Susanne Lauscher
NEW TIME: Friday, 10:15am-11:45am - All Levels
Presenting Languages: English and German

This session is for candidates who want to take the English>German certification exam. The speaker will explain the recent changes to the exam, including the meaning and use of translation instructions. Participants will learn about strategies to prepare for the exam, text analysis, ways to identify translation challenges, and how to use dictionaries efficiently. Time will be allotted during the session for questions concerning the exam.

 
G-9 CANCELED: Das österreichische Pensionssystem (The Austrian Pension System)

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Hebrew

Click on the speaker name to view bio. Sessions are presented in English, unless otherwise noted.
 
H-1 CANCELED: Internet Tips and Tricks for Hebrew Translators
 
H-2 CANCELED: Hebrew Language Workshop
 
H-3 NEW SESSION: Wooly Words: Knitting, Spinning, and Making Felt in an Ancient Language
Dena Bugel-Shunra
Thursday, 3:30pm-4:15pm - All Levels

50 million knitters in North America command a trend that has become the hottest fad of the year. Everybody is talking and writing about it, but what do the words mean? How are they used? Biblical resources, ancestral resources, and above all, the wisdom of the LYS will be discussed. The speaker will provide a demonstration of knitting and spinning techniques, resource-gathering notes, and colorful woolen goodness.

 
H-4 NEW SESSION: Stating Your Limits: Translation in a Time of Terrorism
Dena Bugel-Shunra
Thursday, 4:15pm-5:00pm - All Levels

This is a workshop formatted to navigate the minefield of ethical controversies facing Hebrew translators. When faced with material that aids a cause one cannot support, what do you do? Even flexible ethics can get stretched to the breaking point. This workshop puts the many controversial issues on the table and helps translators plan for the inevitable call from the bad guys as well as the surprising times when translating repellant material supports the cause of good. Several ethical dilemmas will lead to an open discussion and forming a framework of boundaries and the infrastructure to support them.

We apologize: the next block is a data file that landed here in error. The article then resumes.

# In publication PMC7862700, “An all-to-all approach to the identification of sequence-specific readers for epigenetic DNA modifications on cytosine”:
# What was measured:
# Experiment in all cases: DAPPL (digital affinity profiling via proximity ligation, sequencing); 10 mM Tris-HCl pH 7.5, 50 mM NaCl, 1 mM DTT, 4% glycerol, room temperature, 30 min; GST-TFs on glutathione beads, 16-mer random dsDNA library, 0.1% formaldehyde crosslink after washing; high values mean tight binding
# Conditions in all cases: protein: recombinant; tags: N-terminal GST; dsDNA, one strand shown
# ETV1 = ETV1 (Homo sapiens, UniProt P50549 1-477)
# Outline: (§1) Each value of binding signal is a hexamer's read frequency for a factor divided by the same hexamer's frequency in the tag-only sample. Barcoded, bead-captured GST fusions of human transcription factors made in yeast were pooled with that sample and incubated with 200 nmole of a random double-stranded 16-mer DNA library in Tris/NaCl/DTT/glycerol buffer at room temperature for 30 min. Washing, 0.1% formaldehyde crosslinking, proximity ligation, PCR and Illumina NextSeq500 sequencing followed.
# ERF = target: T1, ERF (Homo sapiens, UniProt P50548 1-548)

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Independent Contractors

Click on the speaker name to view bio. Sessions are presented in English, unless otherwise noted.
 
IC-1 Homepage Building for the Savvy Language Professional
Frank Dietz and Rainer Klett
Thursday, 1:45pm-3:15pm - Beginner

This hands-on presentation will teach you how to create your own homepage. We will take a look at some of the available software and other tools that help you represent yourself on the Internet. We will also focus on what you should consider when you are planning the layout and content (including where you can register your site). Numerous examples will illustrate what to keep in mind for this project and how to avoid pitfalls.

 
IC-2 Genius is Not Enough (Or, How to Market Your Skills as a Translator)
János Samu and Krisztina Samu
Thursday, 3:30pm-5:00pm - All Levels

There are two main tasks for the freelancer: 1) to establish herself/himself as a seasoned professional; and 2) to secure a steady income from freelancing. What are the common pitfalls, and why could your resume end up in the wastebasket? You may be the most talented and thorough translator in your country, but no one will care if you cannot sell your talent and skills! Learn the right self-promotion! How do you determine the ideal format, length, and content for your resume? How do you get clients to remember you? How do you select your target market and determine your marketing strategy?

 
IC-3 Guerrilla Marketing for Freelance Translators
Greg S. Churilov
Friday, 10:15am-11:45am - All Levels

In an increasingly competitive market, it is not enough to be skilled in localization issues and linguistic nuances. To gain and keep clients, knowledge of marketing is essential as well. Attend this eye-opening presentation and learn how to expand your business.

 
IC-4 Translating for International Financial Institutions: Targeted Training for Freelancers
Barbera de Bruyn, Claudia H. Engle, and Neil Inglis
Friday, 1:45pm-2:30pm - All Levels

In September 2004, the Inter-American Development Bank, the Inter-American Investment Corporation, the International Monetary Fund, and the World Bank held the first joint targeted training seminar for freelancers. The specific goals of this seminar were to enhance product and service quality and strengthen the relationship between the international financial institutions and their freelancers. The speakers will present an overview of the issues addressed in the seminar, emphasizing translation and service quality standards at international financial institutions, technical terminology research, general requirements for freelance translators and selection criteria, work methods, and the use of computer-assisted tools.

 
IC-5 The Beginning of Wisdom: Some Practical Aspects of Freelance Technical Translation
Nicholas Hartmann
Friday, 2:30pm-3:15pm - All Levels